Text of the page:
Face Challenges Confidently

312 Houchins v. Devon Energy Prod. Co.

Monday, August 31st, 2015

Richard F. Brown

The following is not a legal opinion. You should consult your attorney if the case may be of significance to you.
Houchins v. Devon Energy Production Co., No. 01-08-00273-CV, 2009 WL 3321406 (Tex. App.—Houston [1st Dist.] Oct. 15, 2009, pet. denied) (mem. op.), held that language in a deed stating that the grantor retains mineral rights and exempts them from conveyance is an effective reservation of mineral rights regardless of its placement within the warranty clause. Grantor alleged that he reserved the mineral rights under a clause that stated “[t]o the extent that Grantor maintains any mineral rights to the subject property, Grantor expressly retains such mineral rights and exempts same from the conveyance herein.” Grantee argued that the clause was not a reservation of the mineral interests, but rather an exception to Grantor’s warranty of title. Grantee contended that the location of the clause within the warranty clause listing other exceptions to title was indicative of the nature of the clause as an exception to the warranty rather than a reservation of the minerals.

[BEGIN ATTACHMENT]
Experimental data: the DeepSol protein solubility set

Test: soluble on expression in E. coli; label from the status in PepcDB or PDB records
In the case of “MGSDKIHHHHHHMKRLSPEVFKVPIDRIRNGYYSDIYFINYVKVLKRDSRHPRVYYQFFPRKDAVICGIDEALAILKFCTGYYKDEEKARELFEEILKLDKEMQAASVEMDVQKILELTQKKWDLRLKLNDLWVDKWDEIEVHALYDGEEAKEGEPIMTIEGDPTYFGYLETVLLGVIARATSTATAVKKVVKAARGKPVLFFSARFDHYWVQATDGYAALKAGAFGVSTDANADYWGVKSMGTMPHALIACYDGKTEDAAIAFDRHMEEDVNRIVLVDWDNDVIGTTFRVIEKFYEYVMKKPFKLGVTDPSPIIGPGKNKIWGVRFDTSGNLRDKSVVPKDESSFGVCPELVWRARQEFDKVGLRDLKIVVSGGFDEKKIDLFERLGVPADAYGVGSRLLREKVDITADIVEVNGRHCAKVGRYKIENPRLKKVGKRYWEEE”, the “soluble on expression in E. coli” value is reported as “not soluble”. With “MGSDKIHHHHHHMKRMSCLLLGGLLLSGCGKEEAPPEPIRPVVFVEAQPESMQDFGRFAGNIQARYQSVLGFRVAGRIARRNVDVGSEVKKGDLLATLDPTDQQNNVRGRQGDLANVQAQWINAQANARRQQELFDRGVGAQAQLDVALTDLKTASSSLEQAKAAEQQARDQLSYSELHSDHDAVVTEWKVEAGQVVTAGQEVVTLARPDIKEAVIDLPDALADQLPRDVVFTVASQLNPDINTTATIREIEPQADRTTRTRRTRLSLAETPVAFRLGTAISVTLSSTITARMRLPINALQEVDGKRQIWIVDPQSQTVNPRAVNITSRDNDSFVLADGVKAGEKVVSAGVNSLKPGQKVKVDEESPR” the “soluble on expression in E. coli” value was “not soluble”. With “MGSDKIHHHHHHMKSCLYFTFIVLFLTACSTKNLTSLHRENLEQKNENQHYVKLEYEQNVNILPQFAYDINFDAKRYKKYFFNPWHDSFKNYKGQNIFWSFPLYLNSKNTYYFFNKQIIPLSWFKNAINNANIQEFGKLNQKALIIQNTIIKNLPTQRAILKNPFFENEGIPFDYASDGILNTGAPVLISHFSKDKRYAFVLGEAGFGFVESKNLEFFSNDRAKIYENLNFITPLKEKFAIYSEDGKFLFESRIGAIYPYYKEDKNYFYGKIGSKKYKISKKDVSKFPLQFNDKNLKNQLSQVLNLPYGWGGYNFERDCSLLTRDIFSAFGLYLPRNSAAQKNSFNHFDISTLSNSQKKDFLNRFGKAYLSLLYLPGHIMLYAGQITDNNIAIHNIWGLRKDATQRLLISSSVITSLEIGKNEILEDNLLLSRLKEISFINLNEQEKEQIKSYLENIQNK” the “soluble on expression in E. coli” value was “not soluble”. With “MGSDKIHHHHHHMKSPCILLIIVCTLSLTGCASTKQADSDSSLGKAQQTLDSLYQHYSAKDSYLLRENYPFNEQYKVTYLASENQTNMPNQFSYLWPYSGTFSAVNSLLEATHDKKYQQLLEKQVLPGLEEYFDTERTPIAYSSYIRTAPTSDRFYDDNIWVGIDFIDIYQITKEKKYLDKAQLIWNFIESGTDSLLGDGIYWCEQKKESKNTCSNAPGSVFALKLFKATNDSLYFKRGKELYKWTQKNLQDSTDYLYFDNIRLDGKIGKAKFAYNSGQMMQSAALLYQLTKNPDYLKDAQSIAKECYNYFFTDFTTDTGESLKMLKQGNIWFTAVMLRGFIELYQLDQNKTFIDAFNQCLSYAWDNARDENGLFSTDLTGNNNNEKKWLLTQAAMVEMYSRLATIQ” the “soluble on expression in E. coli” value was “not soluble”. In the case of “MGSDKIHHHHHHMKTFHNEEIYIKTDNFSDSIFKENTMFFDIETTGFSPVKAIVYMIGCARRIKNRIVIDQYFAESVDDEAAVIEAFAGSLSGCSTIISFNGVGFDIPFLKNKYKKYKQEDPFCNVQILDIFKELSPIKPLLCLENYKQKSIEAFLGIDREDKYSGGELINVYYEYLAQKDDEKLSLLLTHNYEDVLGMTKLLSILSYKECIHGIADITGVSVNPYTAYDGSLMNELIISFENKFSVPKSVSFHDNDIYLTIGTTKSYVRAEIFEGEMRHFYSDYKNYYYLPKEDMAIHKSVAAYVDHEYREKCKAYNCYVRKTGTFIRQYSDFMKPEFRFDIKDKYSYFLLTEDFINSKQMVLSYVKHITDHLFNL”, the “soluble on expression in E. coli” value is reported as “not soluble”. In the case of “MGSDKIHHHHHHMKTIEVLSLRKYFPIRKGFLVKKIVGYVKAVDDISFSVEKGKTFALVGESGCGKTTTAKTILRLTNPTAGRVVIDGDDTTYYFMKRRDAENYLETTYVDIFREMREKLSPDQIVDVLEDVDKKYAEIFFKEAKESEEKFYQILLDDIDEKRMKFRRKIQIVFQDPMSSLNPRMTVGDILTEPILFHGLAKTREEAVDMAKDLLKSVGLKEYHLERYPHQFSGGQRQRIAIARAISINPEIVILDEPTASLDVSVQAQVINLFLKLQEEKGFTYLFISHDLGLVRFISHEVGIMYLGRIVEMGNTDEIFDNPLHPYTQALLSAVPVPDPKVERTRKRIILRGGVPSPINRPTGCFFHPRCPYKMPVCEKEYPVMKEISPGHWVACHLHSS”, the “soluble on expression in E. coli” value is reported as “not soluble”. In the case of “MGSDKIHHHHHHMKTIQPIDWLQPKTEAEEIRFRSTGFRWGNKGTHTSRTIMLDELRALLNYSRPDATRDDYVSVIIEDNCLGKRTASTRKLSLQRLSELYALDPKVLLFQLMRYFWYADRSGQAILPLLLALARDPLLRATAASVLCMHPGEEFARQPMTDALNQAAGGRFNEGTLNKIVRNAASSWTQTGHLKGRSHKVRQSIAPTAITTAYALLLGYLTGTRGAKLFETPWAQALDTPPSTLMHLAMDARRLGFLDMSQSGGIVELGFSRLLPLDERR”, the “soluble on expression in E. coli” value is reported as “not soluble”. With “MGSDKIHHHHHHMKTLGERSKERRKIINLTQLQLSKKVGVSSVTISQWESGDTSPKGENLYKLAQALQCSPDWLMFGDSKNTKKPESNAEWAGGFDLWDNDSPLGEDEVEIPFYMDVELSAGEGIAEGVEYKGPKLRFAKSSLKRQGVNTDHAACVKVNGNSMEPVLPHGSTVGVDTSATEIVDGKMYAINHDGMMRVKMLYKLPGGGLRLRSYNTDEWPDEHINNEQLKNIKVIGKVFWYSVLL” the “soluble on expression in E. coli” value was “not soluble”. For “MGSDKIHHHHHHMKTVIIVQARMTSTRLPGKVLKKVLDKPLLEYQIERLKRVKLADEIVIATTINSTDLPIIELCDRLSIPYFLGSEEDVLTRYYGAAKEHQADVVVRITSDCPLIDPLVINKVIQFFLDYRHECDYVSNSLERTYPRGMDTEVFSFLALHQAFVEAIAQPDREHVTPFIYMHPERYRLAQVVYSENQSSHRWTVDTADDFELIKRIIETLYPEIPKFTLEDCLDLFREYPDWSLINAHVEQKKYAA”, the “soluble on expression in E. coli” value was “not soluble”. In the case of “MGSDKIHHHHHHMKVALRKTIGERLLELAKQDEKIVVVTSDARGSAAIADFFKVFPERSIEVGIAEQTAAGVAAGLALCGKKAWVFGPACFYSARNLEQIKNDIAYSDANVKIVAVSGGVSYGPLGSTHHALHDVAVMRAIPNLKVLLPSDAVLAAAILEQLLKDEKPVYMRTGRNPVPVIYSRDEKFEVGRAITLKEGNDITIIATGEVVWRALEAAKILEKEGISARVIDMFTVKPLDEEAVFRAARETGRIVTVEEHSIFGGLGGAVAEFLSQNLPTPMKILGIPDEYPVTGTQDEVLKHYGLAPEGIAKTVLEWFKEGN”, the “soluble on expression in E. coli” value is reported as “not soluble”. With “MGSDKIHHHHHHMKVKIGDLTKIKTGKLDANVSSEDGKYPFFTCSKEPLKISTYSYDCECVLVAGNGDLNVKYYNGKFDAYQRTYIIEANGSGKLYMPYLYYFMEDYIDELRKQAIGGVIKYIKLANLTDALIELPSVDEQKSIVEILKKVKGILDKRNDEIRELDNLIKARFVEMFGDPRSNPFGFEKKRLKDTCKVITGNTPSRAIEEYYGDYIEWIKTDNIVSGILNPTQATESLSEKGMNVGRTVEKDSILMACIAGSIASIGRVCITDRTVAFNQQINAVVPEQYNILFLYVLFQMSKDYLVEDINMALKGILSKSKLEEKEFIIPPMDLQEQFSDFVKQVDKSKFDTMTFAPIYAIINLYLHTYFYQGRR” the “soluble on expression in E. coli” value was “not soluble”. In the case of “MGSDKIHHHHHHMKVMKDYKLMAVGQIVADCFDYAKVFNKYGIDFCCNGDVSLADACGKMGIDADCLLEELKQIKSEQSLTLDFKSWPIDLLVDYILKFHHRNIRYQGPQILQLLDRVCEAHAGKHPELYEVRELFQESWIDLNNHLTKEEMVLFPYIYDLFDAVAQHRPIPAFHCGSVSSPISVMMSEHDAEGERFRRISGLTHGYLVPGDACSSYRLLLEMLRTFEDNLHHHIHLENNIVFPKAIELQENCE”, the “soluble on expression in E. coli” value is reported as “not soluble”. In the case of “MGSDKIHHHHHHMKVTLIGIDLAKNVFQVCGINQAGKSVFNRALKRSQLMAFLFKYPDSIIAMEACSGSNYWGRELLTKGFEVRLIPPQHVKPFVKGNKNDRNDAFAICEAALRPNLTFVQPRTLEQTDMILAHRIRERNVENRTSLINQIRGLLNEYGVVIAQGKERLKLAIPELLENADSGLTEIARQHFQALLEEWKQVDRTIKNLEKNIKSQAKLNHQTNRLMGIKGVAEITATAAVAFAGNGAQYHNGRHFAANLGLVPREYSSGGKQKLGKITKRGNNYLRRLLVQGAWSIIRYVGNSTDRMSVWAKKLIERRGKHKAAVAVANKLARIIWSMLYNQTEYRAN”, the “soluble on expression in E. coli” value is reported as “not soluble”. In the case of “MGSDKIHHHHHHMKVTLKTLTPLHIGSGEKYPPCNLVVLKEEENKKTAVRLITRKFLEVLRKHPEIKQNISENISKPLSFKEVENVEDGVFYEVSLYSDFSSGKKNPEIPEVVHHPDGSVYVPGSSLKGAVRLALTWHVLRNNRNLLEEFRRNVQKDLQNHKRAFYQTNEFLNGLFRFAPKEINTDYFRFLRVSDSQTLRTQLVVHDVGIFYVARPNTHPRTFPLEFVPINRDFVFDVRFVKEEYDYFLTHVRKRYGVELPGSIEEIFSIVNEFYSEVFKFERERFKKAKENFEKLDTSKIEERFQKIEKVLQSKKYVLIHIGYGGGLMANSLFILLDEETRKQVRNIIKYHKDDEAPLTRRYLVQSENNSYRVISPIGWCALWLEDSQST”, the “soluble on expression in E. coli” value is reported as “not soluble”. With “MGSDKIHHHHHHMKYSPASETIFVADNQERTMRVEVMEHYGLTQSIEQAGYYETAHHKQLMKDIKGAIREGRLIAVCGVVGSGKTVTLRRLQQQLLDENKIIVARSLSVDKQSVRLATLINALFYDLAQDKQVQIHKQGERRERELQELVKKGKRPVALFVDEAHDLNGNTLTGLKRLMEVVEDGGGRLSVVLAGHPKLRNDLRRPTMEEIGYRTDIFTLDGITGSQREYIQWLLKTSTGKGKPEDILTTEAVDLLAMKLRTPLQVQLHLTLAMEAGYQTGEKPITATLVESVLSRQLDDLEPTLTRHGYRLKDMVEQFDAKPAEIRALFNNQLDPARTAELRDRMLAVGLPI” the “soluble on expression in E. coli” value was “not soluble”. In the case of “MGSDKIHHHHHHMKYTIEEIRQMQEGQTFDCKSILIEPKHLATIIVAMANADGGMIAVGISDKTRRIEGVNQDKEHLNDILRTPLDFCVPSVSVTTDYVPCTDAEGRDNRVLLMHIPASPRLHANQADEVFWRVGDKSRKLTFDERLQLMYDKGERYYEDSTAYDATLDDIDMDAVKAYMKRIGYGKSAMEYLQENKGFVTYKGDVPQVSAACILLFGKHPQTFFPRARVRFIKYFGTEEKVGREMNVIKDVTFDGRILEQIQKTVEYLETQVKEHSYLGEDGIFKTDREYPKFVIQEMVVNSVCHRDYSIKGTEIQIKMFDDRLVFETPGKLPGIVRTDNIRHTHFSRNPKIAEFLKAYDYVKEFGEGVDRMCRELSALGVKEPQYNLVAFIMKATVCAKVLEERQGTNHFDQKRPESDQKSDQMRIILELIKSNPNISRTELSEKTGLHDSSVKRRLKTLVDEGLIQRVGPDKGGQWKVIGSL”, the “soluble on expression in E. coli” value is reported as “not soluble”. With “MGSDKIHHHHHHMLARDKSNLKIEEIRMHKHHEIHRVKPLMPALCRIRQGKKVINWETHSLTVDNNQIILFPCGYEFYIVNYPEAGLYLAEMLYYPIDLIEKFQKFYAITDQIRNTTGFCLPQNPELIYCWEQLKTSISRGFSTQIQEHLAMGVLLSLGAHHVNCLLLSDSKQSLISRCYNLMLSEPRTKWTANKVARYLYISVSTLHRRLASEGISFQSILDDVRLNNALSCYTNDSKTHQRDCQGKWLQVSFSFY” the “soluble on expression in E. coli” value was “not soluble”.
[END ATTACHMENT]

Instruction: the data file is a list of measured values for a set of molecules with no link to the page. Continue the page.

The court dismissed Grantee’s argument by stating that “[r]ather than focusing on characterizing the deed language at issue as an ‘exception’ or a ‘reservation,’ our primary objective in construing a deed is to determine the intent of the parties from the four corners of the deed.” The court examined the entire deed in order to give effect to all provisions, “so that none will be rendered meaningless.” The court concluded that the clause was sufficiently clear to reserve a mineral interest, and its effectiveness was not undercut by the location of the clause within the deed.
The significance of the case is the clear holding that a mineral reservation will be given effect, regardless of its location within the deed, even if it is found within the warranty clause.